Returning to Work and Breastfeeding

Working and Breastfeeding
Work is the reason why many women cannot breastfeed their children as much as they would like to. Earlier, it was men who provided for the household, giving lactating mothers plenty of time to nurse their babies. Combined with a women's liberation movement in the late 1960s that demanded a greater role for women in all spheres of life, breastfeeding went out of vogue in the 1970s. The data supports this - in 2014, 57% of women with babies were active participants in the workforce, according to the Bureau of Labor Statistics. Ten years ago, it was only 54%. Changing social milieu, such as single mothers who need to provide for themselves and their babies, and therefore cannot afford to take time off work, may have also contributed towards this.

Unfortunately, there is also another troubling statistic – more than a third (42% to be exact, according to the National Institute of Health) of Americans are obese. Breast milk has been shown to protect children from being obese (this extends well into their adulthood and lasts all throughout their life). But the percentage of mothers who breastfeed their babies exclusively for the first six months – which is recommended by the medical community is a mere 16.4%.

Formula: It is recommended that you breastfeed your baby for 6 months before introducing formula.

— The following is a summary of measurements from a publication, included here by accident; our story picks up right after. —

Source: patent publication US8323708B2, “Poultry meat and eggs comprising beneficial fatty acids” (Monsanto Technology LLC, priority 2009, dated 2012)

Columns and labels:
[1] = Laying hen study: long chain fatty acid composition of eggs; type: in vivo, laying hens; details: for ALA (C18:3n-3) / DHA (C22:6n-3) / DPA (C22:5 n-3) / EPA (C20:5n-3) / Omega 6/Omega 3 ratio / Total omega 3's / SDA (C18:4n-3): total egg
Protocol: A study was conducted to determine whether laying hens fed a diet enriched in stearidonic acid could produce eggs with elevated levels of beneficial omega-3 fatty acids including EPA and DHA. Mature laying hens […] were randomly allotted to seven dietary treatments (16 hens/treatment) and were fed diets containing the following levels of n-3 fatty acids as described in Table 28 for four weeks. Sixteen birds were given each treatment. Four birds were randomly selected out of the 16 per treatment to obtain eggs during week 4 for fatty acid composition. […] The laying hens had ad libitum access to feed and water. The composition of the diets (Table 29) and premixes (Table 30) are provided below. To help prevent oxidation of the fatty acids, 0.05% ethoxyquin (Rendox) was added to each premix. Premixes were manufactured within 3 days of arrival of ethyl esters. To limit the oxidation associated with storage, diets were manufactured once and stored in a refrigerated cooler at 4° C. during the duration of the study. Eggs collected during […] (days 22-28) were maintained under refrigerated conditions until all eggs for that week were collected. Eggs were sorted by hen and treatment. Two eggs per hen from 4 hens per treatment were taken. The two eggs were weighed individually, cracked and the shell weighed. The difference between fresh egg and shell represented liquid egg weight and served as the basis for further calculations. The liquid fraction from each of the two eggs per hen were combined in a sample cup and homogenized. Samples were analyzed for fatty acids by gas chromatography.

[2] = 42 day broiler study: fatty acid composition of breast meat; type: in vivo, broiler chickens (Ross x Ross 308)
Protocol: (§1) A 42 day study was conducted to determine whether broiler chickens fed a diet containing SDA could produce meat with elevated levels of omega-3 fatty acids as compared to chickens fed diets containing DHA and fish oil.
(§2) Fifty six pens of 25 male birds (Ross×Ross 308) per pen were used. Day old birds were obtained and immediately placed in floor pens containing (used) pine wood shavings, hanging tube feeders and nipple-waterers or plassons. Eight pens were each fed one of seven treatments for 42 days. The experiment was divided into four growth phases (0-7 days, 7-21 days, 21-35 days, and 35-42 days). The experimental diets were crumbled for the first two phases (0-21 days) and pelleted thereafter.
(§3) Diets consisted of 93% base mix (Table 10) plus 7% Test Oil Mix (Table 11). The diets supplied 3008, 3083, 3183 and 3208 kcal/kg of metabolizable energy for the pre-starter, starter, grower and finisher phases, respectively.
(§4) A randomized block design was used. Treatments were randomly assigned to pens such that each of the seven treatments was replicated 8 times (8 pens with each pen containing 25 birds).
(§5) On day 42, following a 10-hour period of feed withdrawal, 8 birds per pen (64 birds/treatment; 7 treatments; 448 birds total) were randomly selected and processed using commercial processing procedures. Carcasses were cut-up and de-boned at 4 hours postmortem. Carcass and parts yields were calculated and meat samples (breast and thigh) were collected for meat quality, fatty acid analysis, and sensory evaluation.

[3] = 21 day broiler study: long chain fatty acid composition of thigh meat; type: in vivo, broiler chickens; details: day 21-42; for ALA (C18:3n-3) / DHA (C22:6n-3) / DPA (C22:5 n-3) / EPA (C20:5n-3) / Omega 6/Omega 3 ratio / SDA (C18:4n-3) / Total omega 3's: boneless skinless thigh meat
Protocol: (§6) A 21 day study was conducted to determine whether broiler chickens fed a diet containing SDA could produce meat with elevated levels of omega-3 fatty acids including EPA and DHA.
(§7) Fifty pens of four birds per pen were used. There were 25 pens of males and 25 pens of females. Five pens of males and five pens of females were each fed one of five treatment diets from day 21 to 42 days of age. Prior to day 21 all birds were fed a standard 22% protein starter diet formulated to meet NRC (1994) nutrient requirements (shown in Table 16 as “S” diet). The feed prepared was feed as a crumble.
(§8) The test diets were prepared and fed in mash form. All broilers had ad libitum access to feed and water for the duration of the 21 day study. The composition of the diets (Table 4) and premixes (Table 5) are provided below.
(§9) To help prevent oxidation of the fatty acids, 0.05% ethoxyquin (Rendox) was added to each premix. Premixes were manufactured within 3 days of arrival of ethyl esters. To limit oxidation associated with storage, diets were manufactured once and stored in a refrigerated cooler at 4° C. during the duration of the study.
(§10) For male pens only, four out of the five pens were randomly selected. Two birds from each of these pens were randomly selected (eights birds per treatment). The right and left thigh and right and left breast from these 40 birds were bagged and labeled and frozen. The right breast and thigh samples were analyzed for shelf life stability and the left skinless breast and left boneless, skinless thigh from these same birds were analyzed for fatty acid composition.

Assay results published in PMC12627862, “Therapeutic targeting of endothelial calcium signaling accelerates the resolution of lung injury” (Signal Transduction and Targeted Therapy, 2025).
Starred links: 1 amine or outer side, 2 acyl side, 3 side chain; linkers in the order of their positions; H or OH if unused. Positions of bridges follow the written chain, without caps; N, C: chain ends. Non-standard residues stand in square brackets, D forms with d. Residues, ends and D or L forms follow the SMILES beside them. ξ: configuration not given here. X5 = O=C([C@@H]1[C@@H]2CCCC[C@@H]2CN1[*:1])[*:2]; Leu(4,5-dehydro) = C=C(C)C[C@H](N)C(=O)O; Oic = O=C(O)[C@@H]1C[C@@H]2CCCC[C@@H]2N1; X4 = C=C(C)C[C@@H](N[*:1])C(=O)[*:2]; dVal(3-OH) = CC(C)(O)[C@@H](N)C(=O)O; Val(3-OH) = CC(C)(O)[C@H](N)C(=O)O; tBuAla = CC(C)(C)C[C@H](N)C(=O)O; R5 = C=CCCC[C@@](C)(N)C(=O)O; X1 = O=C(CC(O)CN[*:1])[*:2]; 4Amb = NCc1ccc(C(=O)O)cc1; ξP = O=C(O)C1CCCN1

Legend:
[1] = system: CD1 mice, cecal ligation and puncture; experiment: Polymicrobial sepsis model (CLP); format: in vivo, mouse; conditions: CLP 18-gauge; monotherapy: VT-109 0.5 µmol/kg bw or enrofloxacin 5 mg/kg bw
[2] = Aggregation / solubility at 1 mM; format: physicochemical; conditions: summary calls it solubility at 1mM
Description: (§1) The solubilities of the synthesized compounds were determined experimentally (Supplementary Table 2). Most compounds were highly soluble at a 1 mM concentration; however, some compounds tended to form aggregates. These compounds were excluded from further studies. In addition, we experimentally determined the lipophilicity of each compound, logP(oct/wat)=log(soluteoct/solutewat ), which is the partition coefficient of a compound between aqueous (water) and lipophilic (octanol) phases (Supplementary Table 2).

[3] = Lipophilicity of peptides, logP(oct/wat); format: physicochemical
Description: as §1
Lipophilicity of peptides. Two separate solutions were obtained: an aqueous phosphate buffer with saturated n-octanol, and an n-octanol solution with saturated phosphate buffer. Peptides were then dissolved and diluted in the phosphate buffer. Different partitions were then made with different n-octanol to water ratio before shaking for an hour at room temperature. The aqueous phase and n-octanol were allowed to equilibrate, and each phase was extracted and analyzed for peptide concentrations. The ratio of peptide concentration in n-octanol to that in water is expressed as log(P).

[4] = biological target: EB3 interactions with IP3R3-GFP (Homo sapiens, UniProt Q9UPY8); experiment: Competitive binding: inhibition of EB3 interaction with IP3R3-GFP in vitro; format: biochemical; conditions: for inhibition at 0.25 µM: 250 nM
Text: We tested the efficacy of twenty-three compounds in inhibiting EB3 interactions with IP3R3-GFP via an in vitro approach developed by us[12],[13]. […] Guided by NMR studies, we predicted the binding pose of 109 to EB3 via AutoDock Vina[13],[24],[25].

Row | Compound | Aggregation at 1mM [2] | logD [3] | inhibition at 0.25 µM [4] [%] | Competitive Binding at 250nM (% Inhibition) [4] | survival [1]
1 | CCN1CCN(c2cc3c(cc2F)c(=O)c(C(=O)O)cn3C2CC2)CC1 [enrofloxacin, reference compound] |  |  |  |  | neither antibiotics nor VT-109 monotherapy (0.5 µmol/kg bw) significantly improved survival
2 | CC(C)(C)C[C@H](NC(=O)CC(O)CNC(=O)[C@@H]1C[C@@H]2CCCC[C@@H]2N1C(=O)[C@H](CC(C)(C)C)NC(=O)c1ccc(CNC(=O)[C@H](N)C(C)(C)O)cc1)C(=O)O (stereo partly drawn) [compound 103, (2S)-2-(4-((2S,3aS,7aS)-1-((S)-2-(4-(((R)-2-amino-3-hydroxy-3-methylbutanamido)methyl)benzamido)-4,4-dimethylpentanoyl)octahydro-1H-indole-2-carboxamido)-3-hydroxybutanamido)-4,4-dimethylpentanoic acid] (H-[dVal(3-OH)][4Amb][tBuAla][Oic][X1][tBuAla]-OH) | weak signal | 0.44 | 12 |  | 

So what is the solution? Thanks to advances in medical technology, there are now breast pumps capable of extracting milk from your breasts. You could feed breast milk to your baby later using a baby bottle. These pumps can now also be purchased through insurance, so you do not have to worry about how much they cost.
You can pump your milk while at home or in the office - if you work at a company that has more than 50 employees, federal laws state that your employer needs to provide you with a safe, clean place to pump. Using a double breast pump gets the job done in half the time, so you can get back to work faster.

How much should you pump?
You can pump during breaks (expect to put aside some 30 minutes for a pump). Also, keep in mind that what you get during a single pump might be only half of your child's intake during a feeding session, so the rule of thumb is that two pumping sessions should generate enough for a single feeding session. But then again, this too varies across lactating women.

At home, you need to pump between feeding sessions. You can store the pumped milk in the refrigerator, either at home or the office - there are special containers that can be used for this purpose.
So for now, you can focus on both your career and your baby.

Article Reviewed By Crystal Ibetoh MD, MBA reviews each article and ensures the accuracy of the health information. Dr. Ibetoh has strong medical interests in women's health and preventative medicine. She is also a mother of three and uses her medical expertise in addition to personal experience to provide advice about breastfeeding.

*The information provided on this site is intended for your general knowledge only and is not a substitute for professional medical advice or treatment. Please consult your healthcare provider with any questions or concerns you may have regarding breastfeeding.*

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